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One of the highlights of my tenure at Digital First Media has been hosting the annual awards programs.

I don’t have much time to blog about this (during a connection on my flights home), but we had a wonderful time yesterday and honored some truly stellar journalism by my Digital First Media colleagues. If you missed it yesterday, you can catch the Touts and tweets after the fact from the liveblog.

I was surprised and honored, along with my colleagues Jim Brady, Robyn Tomlin and Dan Shorter, with a video, kind words and beautiful keepsakes of our time at Digital First:

With the four of us all short-timers, along with two winners, because of the closing of Thunderdome, it could have been awkward. But everyone handled the situation with grace, class and fun. The only comments critical of the closing of Thunderdome came from journalists who didn’t lose their jobs (and we appreciated their kind words).

Karen Workman, winner of the DFMie for SEO headline writing, thanked the company for firing her. She started with DFM’s predecessor at age 19 and 10 years later, she said, was like finally getting kicked out of your parents’ basement to make it on your own. (And she’ll make it. She’s got a great new gig, which I couldn’t announce yesterday, but she’ll announce it soon and her career will continue to soar.

Jessica Glenza was named DFM’s Journalist of the Year (the judging was before the Thunderdome closing) for reporting she did at the Register Citizen before moving to Thunderdome. She was named last month as Journalist of the Year for small-daily newsrooms, and yesterday collected a second plaque as journalist of the year for the whole company. She was entirely gracious in remarks, not mentioning that the company had fired her, but just expressing her joy at being a journalist. She’ll be fine, too. She starts May 12 as a breaking news reporter for Guardian US.

If you’re looking for a top-flight journalist for your news operation, you need to move quickly because the Thunderdome team is finding new opportunities swiftly. But send me information on your opening and I’ll pass it along to my colleagues.

We had a great team of journalists at Digital First, in Thunderdome and in our newsrooms across the country. We still have a great team, even with Thunderdome closing. I wish all the best to my colleagues, whatever lies ahead. It was great to celebrate our excellence yesterday.

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John Paton tells the journalists at Thunderdome that we no longer have jobs. An amazing group. I've been honored to work with them.

John Paton tells the journalists at Thunderdome that we no longer have jobs. An amazing group. I’ve been honored to work with them.

I learned a long time ago that news was a tough business. I learned it before I watched the death of the Des Moines Tribune and before I experienced the death of the Kansas City Times. I learned it before I was fired as editor of the Minot Daily News and before TBD imploded. So I wasn’t surprised when the ax fell again today.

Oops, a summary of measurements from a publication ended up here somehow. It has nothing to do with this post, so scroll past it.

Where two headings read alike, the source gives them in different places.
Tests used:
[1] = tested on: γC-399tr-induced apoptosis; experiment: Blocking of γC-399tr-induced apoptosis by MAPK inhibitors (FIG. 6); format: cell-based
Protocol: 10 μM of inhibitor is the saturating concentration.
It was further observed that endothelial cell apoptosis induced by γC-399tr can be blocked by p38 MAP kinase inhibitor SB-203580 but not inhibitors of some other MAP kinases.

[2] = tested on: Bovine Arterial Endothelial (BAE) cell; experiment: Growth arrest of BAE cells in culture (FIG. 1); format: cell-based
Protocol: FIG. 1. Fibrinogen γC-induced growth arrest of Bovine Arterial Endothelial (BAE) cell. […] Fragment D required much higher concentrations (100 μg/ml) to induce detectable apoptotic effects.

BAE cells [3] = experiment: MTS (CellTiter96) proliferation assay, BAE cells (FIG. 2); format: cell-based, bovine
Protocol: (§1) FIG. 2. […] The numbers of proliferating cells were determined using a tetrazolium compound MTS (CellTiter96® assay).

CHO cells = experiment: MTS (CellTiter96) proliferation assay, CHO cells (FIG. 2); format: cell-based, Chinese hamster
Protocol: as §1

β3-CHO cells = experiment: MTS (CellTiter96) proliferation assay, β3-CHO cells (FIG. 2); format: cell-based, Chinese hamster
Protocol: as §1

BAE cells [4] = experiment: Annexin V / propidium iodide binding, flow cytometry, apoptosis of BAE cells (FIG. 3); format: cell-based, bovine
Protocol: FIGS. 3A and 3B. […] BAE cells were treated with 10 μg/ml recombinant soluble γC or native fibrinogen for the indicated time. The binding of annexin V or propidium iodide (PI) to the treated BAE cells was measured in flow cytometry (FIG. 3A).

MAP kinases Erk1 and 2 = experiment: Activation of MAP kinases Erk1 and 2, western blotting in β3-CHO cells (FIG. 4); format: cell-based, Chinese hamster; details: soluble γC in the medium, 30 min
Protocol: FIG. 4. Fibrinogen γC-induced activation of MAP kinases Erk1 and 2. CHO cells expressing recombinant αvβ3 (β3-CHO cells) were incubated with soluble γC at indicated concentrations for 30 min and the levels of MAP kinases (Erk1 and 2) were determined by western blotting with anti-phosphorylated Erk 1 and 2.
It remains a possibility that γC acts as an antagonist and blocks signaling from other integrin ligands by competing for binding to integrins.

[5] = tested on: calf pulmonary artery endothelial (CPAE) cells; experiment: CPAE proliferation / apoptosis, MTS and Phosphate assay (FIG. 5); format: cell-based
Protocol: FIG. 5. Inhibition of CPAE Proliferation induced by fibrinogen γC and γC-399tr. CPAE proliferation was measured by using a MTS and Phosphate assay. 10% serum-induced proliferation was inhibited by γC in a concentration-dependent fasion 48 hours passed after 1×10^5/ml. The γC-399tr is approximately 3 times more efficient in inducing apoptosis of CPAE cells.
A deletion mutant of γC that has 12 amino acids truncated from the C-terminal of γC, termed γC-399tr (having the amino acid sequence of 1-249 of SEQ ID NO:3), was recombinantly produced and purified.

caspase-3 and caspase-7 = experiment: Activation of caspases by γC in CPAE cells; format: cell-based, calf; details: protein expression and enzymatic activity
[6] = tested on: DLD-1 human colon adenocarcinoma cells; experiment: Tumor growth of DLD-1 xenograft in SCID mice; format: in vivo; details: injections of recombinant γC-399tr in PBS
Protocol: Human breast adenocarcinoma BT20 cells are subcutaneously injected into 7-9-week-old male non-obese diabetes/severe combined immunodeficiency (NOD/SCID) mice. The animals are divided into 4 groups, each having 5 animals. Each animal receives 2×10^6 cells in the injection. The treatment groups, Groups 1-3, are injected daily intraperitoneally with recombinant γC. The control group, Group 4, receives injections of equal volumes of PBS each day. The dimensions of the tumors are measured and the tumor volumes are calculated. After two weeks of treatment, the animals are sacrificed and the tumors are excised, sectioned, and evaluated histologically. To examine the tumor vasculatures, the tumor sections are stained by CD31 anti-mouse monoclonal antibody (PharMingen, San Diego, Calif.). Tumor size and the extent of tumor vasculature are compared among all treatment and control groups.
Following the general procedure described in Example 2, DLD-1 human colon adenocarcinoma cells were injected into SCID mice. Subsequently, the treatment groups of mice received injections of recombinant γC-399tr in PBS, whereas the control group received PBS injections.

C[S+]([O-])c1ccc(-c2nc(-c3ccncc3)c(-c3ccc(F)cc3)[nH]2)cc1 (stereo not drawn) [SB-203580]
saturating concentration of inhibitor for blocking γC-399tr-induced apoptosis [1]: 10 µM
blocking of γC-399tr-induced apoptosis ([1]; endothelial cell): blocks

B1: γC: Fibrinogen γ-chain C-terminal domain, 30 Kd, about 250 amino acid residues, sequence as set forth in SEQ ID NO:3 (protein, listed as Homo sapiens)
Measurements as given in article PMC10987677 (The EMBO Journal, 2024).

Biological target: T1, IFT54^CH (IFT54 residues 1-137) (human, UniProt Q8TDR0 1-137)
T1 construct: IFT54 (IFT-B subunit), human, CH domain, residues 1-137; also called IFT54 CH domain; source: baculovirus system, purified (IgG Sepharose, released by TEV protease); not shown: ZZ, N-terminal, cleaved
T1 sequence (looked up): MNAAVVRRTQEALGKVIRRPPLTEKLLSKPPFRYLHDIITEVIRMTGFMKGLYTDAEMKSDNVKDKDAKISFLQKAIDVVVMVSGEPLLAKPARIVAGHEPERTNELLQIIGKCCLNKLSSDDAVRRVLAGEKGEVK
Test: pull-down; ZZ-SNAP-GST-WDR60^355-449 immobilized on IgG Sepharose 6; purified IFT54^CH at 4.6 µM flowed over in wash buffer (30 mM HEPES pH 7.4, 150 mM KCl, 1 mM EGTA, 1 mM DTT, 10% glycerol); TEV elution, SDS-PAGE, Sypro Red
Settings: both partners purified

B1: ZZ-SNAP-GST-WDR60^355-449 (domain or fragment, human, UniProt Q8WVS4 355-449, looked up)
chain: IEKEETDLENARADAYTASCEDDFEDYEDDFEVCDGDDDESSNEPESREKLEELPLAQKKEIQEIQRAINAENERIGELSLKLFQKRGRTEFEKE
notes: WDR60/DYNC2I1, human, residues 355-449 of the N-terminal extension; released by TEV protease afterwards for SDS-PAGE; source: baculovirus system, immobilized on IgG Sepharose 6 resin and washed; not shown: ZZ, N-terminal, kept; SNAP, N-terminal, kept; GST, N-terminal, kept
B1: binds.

I’m exploring (and interested in learning about) opportunities in the news business and beyond. But I don’t know yet what my next stop will be. Here’s what I do know:

  • I’ve enjoyed my time with Digital First Media.
  • I’m deeply grateful to Jim Brady, Jon Cooper and John Paton for the opportunity to work at Digital First (and Journal Register Co. before it became DFM).
  • I leave with no regrets.
  • I knew the risks in 2011 when I went to work for a company owned by hedge funds. And I knew the risks in 2012 when I turned down an attractive offer from a family-owned newspaper company to stay with the company owned by hedge funds.
  • Anyone who says Thunderdome failed is wrong. As I said about TBD, you can’t fail unless you were given a chance to succeed.
  • I will do everything I can to help in the job searches of my DFM colleagues who lost their jobs today. These are extraordinary journalists who will provide great value for their next news organizations.
  • I wish all the best for my DFM colleagues who will remain with the company. We’ve worked hard together and come a long way. I hope that the company prospers and that this is the last cut. I’ve enjoyed working with them and know they will continue doing great journalism.

No denial or sugarcoating here. I don’t agree at all with today’s decision to cut Thunderdome or with the company’s new direction. But neither of those calls was mine to make and I’m not going to criticize them or waste time discussing them. I’ll post some links here to coverage of what’s happening at Digital First, but won’t comment on the accuracy of the reporting or the insightfulness of the analysis.